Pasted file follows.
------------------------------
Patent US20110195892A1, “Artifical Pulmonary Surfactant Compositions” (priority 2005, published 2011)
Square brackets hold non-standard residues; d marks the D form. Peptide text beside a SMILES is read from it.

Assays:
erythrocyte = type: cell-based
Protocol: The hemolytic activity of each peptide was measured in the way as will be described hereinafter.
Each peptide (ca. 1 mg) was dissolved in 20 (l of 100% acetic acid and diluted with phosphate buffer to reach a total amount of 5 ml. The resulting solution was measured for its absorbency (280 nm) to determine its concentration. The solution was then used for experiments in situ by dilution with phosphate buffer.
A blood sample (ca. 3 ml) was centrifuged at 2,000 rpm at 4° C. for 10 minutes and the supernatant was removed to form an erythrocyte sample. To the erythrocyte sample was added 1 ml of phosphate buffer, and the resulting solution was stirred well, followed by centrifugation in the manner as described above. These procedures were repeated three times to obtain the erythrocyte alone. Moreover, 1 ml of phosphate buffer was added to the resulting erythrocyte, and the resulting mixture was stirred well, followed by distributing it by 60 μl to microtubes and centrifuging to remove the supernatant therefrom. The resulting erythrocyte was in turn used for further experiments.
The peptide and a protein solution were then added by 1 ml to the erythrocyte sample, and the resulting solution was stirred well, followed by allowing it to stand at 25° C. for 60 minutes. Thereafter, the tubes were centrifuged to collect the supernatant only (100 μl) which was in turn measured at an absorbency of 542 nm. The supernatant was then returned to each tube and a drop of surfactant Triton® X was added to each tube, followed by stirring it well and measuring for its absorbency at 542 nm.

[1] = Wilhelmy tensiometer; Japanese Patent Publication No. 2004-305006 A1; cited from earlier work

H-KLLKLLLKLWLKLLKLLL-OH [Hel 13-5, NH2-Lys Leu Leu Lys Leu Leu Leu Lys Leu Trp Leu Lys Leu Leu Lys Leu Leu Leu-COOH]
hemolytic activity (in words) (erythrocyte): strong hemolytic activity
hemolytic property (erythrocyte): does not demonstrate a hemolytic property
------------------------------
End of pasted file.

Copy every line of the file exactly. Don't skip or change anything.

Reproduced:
Patent US20110195892A1, “Artifical Pulmonary Surfactant Compositions” (priority 2005, published 2011)
Square brackets hold non-standard residues; d marks the D form. Peptide text beside a SMILES is read from it.

Assays:
erythrocyte = type: cell-based
Protocol: The hemolytic activity of each peptide was measured in the way as will be described hereinafter.
Each peptide (ca. 1 mg) was dissolved in 20 (l of 100% acetic acid and diluted with phosphate buffer to reach a total amount of 5 ml. The resulting solution was measured for its absorbency (280 nm) to determine its concentration. The solution was then used for experiments in situ by dilution with phosphate buffer.
A blood sample (ca. 3 ml) was centrifuged at 2,000 rpm at 4° C. for 10 minutes and the supernatant was removed to form an erythrocyte sample. To the erythrocyte sample was added 1 ml of phosphate buffer, and the resulting solution was stirred well, followed by centrifugation in the manner as described above. These procedures were repeated three times to obtain the erythrocyte alone. Moreover, 1 ml of phosphate buffer was added to the resulting erythrocyte, and the resulting mixture was stirred well, followed by distributing it by 60 μl to microtubes and centrifuging to remove the supernatant therefrom. The resulting erythrocyte was in turn used for further experiments.
The peptide and a protein solution were then added by 1 ml to the erythrocyte sample, and the resulting solution was stirred well, followed by allowing it to stand at 25° C. for 60 minutes. Thereafter, the tubes were centrifuged to collect the supernatant only (100 μl) which was in turn measured at an absorbency of 542 nm. The supernatant was then returned to each tube and a drop of surfactant Triton® X was added to each tube, followed by stirring it well and measuring for its absorbency at 542 nm.

[1] = Wilhelmy tensiometer; Japanese Patent Publication No. 2004-305006 A1; cited from earlier work

H-KLLKLLLKLWLKLLKLLL-OH [Hel 13-5, NH2-Lys Leu Leu Lys Leu Leu Leu Lys Leu Trp Leu Lys Leu Leu Lys Leu Leu Leu-COOH]
hemolytic activity (in words) (erythrocyte): strong hemolytic activity
hemolytic property (erythrocyte): does not demonstrate a hemolytic property